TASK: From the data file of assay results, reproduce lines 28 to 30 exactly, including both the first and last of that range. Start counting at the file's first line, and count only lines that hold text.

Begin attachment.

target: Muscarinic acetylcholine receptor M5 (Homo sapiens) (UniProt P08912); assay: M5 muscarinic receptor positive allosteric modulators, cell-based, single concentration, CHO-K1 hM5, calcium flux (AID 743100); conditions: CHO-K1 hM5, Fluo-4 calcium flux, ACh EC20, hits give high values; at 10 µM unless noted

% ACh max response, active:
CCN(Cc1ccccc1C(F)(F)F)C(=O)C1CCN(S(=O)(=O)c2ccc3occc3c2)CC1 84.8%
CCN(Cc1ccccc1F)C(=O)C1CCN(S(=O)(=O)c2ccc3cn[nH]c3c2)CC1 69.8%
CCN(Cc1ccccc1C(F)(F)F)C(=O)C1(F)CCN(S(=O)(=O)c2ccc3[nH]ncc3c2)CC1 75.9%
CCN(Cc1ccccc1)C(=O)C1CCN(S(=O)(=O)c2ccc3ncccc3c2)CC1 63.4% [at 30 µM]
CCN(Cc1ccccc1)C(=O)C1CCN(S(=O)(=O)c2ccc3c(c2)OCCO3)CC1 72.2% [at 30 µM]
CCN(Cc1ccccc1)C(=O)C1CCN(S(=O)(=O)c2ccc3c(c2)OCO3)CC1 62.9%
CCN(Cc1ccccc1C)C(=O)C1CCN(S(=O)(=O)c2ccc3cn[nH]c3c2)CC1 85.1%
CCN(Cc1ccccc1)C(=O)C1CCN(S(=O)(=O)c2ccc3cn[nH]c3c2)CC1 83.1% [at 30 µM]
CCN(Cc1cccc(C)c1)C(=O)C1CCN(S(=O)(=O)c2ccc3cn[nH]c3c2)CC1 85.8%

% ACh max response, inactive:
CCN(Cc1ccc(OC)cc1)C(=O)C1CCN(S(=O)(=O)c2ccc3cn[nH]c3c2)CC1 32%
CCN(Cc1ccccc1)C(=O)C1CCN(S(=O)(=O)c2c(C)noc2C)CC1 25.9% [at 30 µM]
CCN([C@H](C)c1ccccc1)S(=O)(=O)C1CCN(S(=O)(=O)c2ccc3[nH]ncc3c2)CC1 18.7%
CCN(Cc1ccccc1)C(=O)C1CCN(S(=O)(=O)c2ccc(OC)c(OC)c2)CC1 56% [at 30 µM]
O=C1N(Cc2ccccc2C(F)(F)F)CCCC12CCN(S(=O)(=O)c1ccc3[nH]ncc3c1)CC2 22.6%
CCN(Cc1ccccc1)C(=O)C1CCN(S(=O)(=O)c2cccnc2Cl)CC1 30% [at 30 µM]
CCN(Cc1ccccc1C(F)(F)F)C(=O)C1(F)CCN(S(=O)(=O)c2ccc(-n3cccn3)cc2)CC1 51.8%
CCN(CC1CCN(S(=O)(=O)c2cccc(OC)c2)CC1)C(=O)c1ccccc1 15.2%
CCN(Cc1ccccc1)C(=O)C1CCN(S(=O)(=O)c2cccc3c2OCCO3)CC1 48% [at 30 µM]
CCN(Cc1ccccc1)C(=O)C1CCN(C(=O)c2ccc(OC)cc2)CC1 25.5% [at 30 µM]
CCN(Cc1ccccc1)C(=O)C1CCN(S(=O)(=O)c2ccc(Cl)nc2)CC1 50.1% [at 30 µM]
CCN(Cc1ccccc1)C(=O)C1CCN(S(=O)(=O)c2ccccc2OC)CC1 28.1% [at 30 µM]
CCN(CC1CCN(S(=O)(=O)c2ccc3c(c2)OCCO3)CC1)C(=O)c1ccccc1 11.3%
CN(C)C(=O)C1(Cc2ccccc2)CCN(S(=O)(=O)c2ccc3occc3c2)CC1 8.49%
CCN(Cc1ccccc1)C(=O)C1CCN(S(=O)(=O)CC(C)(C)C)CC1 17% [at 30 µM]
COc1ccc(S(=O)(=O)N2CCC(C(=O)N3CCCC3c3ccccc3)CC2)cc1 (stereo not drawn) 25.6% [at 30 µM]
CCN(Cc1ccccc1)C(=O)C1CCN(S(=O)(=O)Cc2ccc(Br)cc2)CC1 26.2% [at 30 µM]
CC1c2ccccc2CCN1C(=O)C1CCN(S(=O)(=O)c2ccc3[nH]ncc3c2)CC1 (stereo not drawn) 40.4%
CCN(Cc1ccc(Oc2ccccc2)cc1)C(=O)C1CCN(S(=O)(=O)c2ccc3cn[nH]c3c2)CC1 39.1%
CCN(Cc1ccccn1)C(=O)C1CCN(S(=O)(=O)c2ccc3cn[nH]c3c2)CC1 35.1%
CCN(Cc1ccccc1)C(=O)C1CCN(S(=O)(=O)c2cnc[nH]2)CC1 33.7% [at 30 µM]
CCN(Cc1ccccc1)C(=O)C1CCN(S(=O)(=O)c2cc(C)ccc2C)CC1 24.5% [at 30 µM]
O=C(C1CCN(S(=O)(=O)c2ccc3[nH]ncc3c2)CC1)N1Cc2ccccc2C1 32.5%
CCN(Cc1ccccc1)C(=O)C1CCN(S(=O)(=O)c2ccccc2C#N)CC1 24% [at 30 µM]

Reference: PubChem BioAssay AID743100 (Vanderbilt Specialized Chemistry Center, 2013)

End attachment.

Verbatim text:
COc1ccc(S(=O)(=O)N2CCC(C(=O)N3CCCC3c3ccccc3)CC2)cc1 (stereo not drawn) 25.6% [at 30 µM]
CCN(Cc1ccccc1)C(=O)C1CCN(S(=O)(=O)Cc2ccc(Br)cc2)CC1 26.2% [at 30 µM]
CC1c2ccccc2CCN1C(=O)C1CCN(S(=O)(=O)c2ccc3[nH]ncc3c2)CC1 (stereo not drawn) 40.4%